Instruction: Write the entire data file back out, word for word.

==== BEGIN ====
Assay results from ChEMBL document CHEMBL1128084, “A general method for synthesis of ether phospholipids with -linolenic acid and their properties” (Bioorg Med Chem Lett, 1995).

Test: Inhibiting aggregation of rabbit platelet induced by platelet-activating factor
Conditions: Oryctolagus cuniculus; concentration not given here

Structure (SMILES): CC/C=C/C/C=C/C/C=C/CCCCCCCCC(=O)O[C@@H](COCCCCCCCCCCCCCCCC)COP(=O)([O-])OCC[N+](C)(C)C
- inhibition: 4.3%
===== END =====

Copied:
Assay results from ChEMBL document CHEMBL1128084, “A general method for synthesis of ether phospholipids with -linolenic acid and their properties” (Bioorg Med Chem Lett, 1995).

Test: Inhibiting aggregation of rabbit platelet induced by platelet-activating factor
Conditions: Oryctolagus cuniculus; concentration not given here

Structure (SMILES): CC/C=C/C/C=C/C/C=C/CCCCCCCCC(=O)O[C@@H](COCCCCCCCCCCCCCCCC)COP(=O)([O-])OCC[N+](C)(C)C
- inhibition: 4.3%